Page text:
The Summer school holidays are a great opportunity for children to recharge the batteries but for many parents of young children there is a concern that some of the learning that took place throughout the year will be lost over the long break. It is true that children can regress during the Summer holidays, especially younger children who are just starting to grasp certain concepts and require further consolidation.
Never fear, here are 5 simple tried and tested ways to encourage your children to keep learning throughout the break whilst also having fun:
1. Buy your children books for Christmas on topics they enjoy or better yet, visit the library every few weeks to restock with some new reading material. Read with them but also encourage them to read alone or to a stuffed toy for enjoyment.
2. Get your children involved in planning activities. Perhaps they could use the internet to search for fun things to do. Ask them to create a schedule of activities using the computer. They could even plan transport by looking up timetables and matching up activities and travel times.
3. Go on a day trip or two to a museum, wildlife park, art gallery or live performance. Take time to discuss things your children learned or enjoyed about the experience.
4. Encourage your children to keep a written diary or journal of their thoughts and feelings. If they are young, they may prefer to just write a sentence about what they did that day and draw a picture.
5. Give your children a small amount of money to manage as their ‘holiday budget’. Encourage them to plan their expenses, work out costs, change and keep track of money remaining. This is a great way to practise mathematical skills whilst encouraging a sense of independence.
Remember, although it is important to keep progressing, it is equally important that children get to have some freedom to relax during the break so they can be nice and fresh for the brand-new year of learning ahead. Have fun and enjoy the holidays!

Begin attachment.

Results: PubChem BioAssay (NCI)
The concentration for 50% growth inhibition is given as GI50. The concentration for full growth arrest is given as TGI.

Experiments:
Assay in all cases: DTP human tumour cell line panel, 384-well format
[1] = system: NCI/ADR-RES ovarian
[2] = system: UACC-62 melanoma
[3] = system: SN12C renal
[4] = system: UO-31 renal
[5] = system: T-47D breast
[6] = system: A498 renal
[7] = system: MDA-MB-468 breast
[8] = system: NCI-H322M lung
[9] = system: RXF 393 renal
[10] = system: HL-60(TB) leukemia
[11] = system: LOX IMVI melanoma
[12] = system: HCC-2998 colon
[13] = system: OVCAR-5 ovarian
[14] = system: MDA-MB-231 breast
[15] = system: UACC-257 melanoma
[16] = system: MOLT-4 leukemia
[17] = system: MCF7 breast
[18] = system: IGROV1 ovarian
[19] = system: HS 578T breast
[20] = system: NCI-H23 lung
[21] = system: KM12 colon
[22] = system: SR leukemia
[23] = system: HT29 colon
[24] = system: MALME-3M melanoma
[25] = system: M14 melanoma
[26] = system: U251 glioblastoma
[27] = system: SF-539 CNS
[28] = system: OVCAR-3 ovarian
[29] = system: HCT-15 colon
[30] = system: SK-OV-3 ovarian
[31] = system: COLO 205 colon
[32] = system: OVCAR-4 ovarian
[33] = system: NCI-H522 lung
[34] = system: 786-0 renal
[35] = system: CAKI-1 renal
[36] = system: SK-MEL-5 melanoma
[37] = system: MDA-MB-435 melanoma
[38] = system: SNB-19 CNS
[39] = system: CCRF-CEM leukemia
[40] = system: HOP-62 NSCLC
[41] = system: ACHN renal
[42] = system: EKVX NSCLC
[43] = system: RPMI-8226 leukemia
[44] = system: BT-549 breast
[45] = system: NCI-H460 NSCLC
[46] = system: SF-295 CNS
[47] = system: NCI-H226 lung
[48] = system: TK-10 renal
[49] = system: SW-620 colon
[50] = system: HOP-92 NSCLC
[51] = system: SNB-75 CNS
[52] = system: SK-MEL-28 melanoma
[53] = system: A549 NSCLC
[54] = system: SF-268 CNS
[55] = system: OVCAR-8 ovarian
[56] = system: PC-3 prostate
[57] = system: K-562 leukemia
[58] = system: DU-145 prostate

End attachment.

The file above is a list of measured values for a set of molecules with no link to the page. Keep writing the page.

As featured in: Glenmore Gazette, Emu + Leonay Gazette, Jordan Springs Gazette & Oran Park Gazette - December 2017
Home schooling is becoming an increasingly popular educational option in Australia. Under the Education Act 1990, home schooling is education delivered in a child’s home by a parent or guardian. Currently over four thousand children are being home schooled in New South Wales alone with approximately a third of those students living in Western Sydney.
There are numerous reasons why parents are choosing this alternate setting as the preferred method for their child’s education. According to the NSW Education Standards Authority (NESA), the top reason for electing to home school is due to philosophical reasons. Additional reasons cited include: special learning needs, behavioural, religious, bullying and other non-specified.
Regardless of the reasons why parents choose to home school their child, families in this state are required to register with NESA, develop a learning program based on the curriculum and monitor their children’s progress. There are many organisations and support networks available for families who home school; parents are encouraged to connect with other home schooling parents to share ideas and resources, support one another and provide opportunities for children to socialise.
Another interesting alternative to regular home schooling that is getting a lot of media attention currently is the concept of ‘unschooling’. This somewhat radical approach operates under the premise of children learning through every day experiences and learning naturally without the conformities of the curriculum. This model of education does not currently meet registration requirements in NSW.
If you are considering home schooling your children it is important to consider the positive and negative aspects in order to make an informed decision. As the teacher you will need to be patient, prepared and deal with the possible misbehavior of your children whilst encouraging them to learn. Conversely, you will get to spend extra time with your children, have a more flexible lifestyle and be able to cater for their individual needs. Home schooling can be very stressful, but it is also very rewarding. This option is not for every family. Parents who are not prepared to make the commitment to be an effective teacher should avoid it.
As featured in: Glenmore Gazette, Jordan Springs Gazette & Mulgoa Gazette - November 2017
Sara Drebber is an educational consultant, teacher, writer and mother of three.